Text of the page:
Future tech that didn't make it

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8bit's picture
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Future tech that didn't make it

 

 

  I was looking at this vintage Road & Track page (1975). At the time everyone thought all future cars would have a rotary engine. That didn't happen, and neither did laser disc players, lol.

   Road & Track Top 10 - 1975

 

 

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Well, they did, but... very

Well, they did, but... very short lived.

Likewise with bubble memory.  Can you imagine what 1TB of buble memory would look like?  ;-D

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macnoyd wrote:Well, they did,
macnoyd wrote:

Well, they did, but... very short lived.

Likewise with bubble memory.  Can you imagine what 1TB of buble memory would look like?  ;-D

 

It's look like a server rack. :D

 

I do still have systems with bubble memory. Back then, 16K was big. 

 

I will note that some rotary engines were used, and some are still in use. The reason they did not become commonplace is complicated, but in general, repairs were convoluted, and issues with their complexity versus economics at the time made them less desirable after the 1970s fuel shortage faded around '77/78. 

 

I've had cars with them, and they are indeed a nightmare to repair. My general sentiment was what the industry planned at the time: If the engine fails, replace it as a whole module. 

 

Still waiting for flying cars, self-lacing footwear, and hoverboards, too. At least we have touch screen technology, which did make it, but is now so horrible designed as to be not worthwhile. The pervasive touch keyboard sort of defies the simple premise of what the technology implied. TBH, pen touch screens, where you write on them, are older tech, and yet remain more futuristic. 

 

Also,what about VR? That died on the vine twenty years ago, and still pops up from time to time.

 

Holographic projectors? I saw a demonstration one time of an ionising projector that displayed graphic images in the air. What happened to that technology?

 

Digital paper: Likewise, many years ago, at (IIRC) either a CES or a CeBIT show, I saw a physical paper-like medium (or more like mylar), that could store a digital image, and be refreshed. It held its current image on battery power, and it took a few seconds to change, but you could make an entire 200p book of the stuff, and in theory, load a new book into memory, and rewrite the pages. Instead ot this, we got Kindle, which is nowhere near the same thing. Read 'digital paper' would have provided the same tactile experience as a book, magazine, or manual, but you could change its contents--in the language of today, you would swap SD cards in the spine.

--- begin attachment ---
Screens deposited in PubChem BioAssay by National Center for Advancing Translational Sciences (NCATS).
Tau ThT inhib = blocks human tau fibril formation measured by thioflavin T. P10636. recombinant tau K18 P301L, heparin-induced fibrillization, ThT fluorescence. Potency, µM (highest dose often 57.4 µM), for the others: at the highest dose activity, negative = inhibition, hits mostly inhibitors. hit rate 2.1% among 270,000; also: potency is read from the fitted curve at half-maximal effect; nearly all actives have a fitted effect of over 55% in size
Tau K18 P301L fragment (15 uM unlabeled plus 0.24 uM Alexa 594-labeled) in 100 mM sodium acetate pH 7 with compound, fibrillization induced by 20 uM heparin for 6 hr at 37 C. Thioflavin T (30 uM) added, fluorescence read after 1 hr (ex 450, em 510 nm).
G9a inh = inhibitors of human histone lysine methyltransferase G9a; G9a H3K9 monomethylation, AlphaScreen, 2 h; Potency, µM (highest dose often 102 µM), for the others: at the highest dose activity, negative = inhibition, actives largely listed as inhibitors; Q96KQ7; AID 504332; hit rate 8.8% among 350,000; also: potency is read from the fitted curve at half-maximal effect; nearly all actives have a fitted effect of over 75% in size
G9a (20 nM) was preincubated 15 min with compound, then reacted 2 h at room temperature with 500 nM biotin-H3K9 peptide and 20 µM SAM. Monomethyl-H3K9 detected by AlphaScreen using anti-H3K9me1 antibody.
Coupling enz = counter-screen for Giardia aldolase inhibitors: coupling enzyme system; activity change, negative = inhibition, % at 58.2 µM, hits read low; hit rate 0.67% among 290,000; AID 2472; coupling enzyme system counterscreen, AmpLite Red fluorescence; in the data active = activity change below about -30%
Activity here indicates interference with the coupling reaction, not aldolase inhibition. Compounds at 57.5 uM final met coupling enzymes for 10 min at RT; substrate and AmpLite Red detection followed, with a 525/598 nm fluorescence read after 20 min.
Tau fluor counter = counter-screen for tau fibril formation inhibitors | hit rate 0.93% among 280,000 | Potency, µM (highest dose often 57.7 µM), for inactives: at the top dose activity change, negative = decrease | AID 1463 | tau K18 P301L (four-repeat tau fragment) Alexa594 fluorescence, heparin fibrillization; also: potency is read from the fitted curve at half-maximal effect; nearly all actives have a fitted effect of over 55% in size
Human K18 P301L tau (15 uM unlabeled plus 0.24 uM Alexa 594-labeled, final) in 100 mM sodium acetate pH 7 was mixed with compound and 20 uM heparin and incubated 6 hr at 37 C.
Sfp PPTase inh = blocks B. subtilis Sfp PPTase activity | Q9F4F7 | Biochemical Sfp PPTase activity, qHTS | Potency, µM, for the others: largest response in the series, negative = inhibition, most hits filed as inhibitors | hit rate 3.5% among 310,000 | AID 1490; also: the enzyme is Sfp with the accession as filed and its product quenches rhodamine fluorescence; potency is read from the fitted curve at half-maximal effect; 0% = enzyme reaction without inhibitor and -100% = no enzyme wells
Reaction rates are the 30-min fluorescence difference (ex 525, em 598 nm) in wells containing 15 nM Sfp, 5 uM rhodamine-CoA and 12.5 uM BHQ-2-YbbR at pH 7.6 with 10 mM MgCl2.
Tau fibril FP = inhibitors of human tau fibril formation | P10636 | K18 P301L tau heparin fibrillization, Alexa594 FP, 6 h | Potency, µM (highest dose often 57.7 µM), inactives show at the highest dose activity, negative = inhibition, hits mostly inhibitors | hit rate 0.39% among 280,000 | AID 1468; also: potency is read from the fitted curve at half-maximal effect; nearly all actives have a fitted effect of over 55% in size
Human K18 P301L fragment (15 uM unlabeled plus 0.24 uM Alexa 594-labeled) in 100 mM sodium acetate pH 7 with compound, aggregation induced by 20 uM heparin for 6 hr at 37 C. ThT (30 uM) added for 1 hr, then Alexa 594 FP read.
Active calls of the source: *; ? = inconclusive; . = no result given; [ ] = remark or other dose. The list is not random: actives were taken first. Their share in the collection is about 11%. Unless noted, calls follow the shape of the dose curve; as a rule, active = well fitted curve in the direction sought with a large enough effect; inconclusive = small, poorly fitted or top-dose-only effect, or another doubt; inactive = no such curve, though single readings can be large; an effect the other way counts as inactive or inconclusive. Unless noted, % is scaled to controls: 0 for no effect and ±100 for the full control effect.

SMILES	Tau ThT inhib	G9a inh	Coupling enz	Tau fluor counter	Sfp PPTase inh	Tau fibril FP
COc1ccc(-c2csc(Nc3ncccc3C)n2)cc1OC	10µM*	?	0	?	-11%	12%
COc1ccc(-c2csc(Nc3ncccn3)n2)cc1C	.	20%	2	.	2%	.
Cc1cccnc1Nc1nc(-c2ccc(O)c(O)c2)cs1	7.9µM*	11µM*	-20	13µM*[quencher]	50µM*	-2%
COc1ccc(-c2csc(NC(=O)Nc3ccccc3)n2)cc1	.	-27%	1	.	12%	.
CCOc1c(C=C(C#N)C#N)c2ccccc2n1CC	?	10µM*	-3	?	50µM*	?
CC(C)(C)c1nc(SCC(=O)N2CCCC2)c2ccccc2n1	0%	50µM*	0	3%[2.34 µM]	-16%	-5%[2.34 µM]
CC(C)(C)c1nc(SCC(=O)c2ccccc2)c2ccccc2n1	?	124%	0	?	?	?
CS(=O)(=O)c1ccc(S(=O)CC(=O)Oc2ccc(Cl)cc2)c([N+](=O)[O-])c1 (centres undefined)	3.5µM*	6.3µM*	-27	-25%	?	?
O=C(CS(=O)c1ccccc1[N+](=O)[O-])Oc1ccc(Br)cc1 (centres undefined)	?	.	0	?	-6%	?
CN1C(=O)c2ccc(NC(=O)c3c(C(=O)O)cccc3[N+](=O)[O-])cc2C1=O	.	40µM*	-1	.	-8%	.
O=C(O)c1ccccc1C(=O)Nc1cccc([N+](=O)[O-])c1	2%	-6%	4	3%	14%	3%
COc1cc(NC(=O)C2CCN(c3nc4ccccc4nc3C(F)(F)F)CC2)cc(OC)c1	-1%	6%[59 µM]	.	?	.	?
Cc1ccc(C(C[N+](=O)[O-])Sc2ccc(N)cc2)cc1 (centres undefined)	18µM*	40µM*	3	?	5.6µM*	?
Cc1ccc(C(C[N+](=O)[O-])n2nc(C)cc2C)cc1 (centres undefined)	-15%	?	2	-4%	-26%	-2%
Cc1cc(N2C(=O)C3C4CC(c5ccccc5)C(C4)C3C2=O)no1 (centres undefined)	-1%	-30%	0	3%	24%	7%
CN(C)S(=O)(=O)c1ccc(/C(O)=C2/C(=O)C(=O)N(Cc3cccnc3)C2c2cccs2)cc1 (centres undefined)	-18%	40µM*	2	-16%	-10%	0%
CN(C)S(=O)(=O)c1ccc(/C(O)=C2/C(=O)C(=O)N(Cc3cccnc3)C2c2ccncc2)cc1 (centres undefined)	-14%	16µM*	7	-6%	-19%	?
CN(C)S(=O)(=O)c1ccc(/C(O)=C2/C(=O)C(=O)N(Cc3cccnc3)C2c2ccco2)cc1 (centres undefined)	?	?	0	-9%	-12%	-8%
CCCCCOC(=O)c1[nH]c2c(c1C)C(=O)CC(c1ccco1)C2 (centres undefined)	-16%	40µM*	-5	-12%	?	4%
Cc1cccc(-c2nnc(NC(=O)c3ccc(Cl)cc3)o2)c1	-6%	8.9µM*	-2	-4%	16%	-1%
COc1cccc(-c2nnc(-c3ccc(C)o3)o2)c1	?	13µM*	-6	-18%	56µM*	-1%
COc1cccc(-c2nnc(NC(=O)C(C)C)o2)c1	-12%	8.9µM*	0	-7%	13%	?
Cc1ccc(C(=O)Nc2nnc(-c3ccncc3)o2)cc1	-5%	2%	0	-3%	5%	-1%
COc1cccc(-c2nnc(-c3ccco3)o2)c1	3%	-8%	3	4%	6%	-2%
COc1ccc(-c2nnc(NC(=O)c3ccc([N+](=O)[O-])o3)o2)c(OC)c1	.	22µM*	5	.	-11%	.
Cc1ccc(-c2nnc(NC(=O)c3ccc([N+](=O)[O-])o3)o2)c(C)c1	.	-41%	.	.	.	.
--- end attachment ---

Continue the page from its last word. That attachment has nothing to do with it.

This would have in a word, been awesome. 

 

What about heads-up display glasses for computers? Those keen one-eye glasses with a translucent system image over one eye. We could make those now, so, why do they not exist?!

 

Last, 3D technology. We went from red and blue glasses, to shutter goggles, to screens with polarised film layers, but little to nothing has properly delivered 3D content as it was portrayed, and every time it crops up, it also seems to die off. I was always a fan of the shutter-based pseudo-3D games, such as on the Vectrex, or on the Nintendo Famicom, but now that we have the kit to do that with a handheld console, without the goggles, it has become a novelty item again, and quite ignored.

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   Then there was the Betamax

 

  Then there was the Betamax. What really killed that was Sony not getting in early with the home video rental market. That's the reason I switched to VHS. However, if all you do is tape straight off of TV, then you could still use one today, with the right cables and a set top box.

 

   The Betamax Casette

 

    When the movie Avatar came out everyone was predicting many new films would be 3D, and cinemas were refitting for it, but it never happened.

 

      I think that was eventually  the method with the rotary engine, dealers had reconditioned units sitting on a shelf ready to go.

 

     MotorWeek 1983 Porsche 944 Vs Mazda RX7

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